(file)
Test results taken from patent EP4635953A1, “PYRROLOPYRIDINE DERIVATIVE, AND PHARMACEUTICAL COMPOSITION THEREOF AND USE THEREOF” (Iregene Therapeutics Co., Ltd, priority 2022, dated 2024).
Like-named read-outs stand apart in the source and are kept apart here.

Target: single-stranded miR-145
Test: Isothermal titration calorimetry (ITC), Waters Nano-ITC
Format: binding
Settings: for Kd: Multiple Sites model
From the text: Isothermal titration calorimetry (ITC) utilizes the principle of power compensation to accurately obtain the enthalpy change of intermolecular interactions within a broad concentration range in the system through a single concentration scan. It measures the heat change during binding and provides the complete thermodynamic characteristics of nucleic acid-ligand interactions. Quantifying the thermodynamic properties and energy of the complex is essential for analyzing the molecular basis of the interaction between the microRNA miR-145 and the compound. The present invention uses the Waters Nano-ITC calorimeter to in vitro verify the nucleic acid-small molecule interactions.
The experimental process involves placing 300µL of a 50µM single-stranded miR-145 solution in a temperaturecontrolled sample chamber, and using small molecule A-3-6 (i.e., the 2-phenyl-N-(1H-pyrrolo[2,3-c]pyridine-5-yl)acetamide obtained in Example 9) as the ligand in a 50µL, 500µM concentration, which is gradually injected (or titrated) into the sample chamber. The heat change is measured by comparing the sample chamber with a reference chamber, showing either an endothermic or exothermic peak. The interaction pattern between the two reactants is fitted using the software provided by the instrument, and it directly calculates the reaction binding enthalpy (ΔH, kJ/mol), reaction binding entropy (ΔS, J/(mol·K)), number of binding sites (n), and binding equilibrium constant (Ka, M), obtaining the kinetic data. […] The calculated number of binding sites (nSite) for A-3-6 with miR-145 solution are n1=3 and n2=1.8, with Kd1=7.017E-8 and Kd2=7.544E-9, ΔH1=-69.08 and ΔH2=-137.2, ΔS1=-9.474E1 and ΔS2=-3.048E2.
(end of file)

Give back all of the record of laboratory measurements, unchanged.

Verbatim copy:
Test results taken from patent EP4635953A1, “PYRROLOPYRIDINE DERIVATIVE, AND PHARMACEUTICAL COMPOSITION THEREOF AND USE THEREOF” (Iregene Therapeutics Co., Ltd, priority 2022, dated 2024).
Like-named read-outs stand apart in the source and are kept apart here.

Target: single-stranded miR-145
Test: Isothermal titration calorimetry (ITC), Waters Nano-ITC
Format: binding
Settings: for Kd: Multiple Sites model
From the text: Isothermal titration calorimetry (ITC) utilizes the principle of power compensation to accurately obtain the enthalpy change of intermolecular interactions within a broad concentration range in the system through a single concentration scan. It measures the heat change during binding and provides the complete thermodynamic characteristics of nucleic acid-ligand interactions. Quantifying the thermodynamic properties and energy of the complex is essential for analyzing the molecular basis of the interaction between the microRNA miR-145 and the compound. The present invention uses the Waters Nano-ITC calorimeter to in vitro verify the nucleic acid-small molecule interactions.
The experimental process involves placing 300µL of a 50µM single-stranded miR-145 solution in a temperaturecontrolled sample chamber, and using small molecule A-3-6 (i.e., the 2-phenyl-N-(1H-pyrrolo[2,3-c]pyridine-5-yl)acetamide obtained in Example 9) as the ligand in a 50µL, 500µM concentration, which is gradually injected (or titrated) into the sample chamber. The heat change is measured by comparing the sample chamber with a reference chamber, showing either an endothermic or exothermic peak. The interaction pattern between the two reactants is fitted using the software provided by the instrument, and it directly calculates the reaction binding enthalpy (ΔH, kJ/mol), reaction binding entropy (ΔS, J/(mol·K)), number of binding sites (n), and binding equilibrium constant (Ka, M), obtaining the kinetic data. […] The calculated number of binding sites (nSite) for A-3-6 with miR-145 solution are n1=3 and n2=1.8, with Kd1=7.017E-8 and Kd2=7.544E-9, ΔH1=-69.08 and ΔH2=-137.2, ΔS1=-9.474E1 and ΔS2=-3.048E2.